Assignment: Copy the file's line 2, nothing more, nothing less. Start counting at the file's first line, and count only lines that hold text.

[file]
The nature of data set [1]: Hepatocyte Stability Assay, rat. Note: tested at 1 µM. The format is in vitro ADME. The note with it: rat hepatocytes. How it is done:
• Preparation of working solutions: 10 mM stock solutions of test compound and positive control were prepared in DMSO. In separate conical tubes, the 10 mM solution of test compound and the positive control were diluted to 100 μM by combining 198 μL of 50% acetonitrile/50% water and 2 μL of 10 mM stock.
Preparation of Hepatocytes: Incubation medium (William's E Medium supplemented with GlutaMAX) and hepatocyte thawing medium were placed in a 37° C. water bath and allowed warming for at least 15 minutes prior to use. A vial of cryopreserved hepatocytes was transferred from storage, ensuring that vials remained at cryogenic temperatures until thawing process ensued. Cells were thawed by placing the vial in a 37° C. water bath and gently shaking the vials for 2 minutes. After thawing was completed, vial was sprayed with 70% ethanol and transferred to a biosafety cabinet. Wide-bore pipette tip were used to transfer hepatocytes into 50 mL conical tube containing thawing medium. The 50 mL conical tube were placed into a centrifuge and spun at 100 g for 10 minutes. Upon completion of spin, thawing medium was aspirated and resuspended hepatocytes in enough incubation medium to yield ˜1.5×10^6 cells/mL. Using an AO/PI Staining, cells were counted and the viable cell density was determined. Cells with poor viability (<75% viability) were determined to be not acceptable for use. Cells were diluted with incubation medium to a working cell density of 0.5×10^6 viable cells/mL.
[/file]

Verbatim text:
• Preparation of working solutions: 10 mM stock solutions of test compound and positive control were prepared in DMSO. In separate conical tubes, the 10 mM solution of test compound and the positive control were diluted to 100 μM by combining 198 μL of 50% acetonitrile/50% water and 2 μL of 10 mM stock.